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Taking action in higher education

Increase in number of people on 'pernicious' zero-hours contracts

25 February 2015 | last updated: 10 December 2015

Almost 700,000 people say their main employment is on a zero-hours contract, an increase of 111,000 on the previous year, according to a report out today.

The analysis of zero-hours contracts from the Office for National Statistics (ONS) says 2.3% of people in employment surveyed between October and December 2014 said they were on a zero-hours contract, up from 1.3% over the same period in 2013.

The report says that more than one in four educational institutions (27%) use zero-hours contracts. UCU said its own findings revealed the widespread use of zero-hours contracts in universities and colleges.

On average, someone on a zero-hours contract usually works 25 hours a week, but a third of people (34%) on zero-hours contracts want more hours, compared to just one in 10 (10%) of other people in employment.

UCU general secretary, Sally Hunt, said: 'We simply do not buy the lie that zero-hours contracts are good for employers and employees. Today's report shows that a third of people on these pernicious contracts want more hours.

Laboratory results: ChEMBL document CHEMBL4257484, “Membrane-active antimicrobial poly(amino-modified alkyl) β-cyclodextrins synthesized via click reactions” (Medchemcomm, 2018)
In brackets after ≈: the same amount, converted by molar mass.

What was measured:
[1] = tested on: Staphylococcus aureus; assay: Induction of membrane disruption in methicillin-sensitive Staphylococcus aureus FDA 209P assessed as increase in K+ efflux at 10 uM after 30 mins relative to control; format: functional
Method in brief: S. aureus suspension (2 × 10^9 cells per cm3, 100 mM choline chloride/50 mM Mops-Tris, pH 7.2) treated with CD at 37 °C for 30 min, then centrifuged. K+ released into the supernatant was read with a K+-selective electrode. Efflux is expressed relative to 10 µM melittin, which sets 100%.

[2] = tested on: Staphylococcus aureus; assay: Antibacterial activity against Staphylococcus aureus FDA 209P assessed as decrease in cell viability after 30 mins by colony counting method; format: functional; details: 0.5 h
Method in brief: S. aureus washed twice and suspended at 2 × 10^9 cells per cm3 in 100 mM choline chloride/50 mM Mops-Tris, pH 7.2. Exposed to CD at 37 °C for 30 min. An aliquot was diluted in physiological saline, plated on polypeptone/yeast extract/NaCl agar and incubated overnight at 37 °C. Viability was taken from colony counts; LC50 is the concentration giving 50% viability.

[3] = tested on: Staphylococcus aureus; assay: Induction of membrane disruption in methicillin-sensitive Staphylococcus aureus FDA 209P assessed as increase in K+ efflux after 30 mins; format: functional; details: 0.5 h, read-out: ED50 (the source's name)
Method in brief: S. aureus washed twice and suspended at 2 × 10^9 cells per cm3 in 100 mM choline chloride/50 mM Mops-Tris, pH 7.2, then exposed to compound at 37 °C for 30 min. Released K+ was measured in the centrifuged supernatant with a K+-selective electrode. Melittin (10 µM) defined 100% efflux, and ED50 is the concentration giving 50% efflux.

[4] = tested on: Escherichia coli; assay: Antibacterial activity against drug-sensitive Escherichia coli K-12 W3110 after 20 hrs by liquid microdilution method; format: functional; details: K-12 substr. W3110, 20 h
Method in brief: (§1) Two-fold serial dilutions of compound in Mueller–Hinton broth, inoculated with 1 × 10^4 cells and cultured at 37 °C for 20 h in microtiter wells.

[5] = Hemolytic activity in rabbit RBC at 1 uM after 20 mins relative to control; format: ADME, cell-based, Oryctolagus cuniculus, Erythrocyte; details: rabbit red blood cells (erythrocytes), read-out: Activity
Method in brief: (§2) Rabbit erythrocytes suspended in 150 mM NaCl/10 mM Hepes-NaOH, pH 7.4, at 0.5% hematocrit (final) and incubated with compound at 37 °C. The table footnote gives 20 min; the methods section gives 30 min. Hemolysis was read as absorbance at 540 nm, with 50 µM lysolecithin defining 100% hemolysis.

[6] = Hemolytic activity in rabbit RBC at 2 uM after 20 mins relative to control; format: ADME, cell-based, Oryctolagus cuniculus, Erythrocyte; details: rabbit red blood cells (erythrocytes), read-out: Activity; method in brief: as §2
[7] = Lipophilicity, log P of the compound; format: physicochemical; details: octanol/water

'The use of zero-hours and other forms of casualised contracts in education is one of the great scandals of our time. Without a proper contract staff cannot plan their lives on a month-to-month or even a week-to-week basis.

People on zero-hours contracts are more likely to be women, in full-time education or working part-time. They are also more likely to be aged under 25 or 65 and over.

The latest ONS survey of businesses indicates that there are actually 1.8m zero-hours contracts. The ONS says this can be accounted for by people who have more than one zero-hours contract with different employers or who have a zero-hours contract as well as another job.

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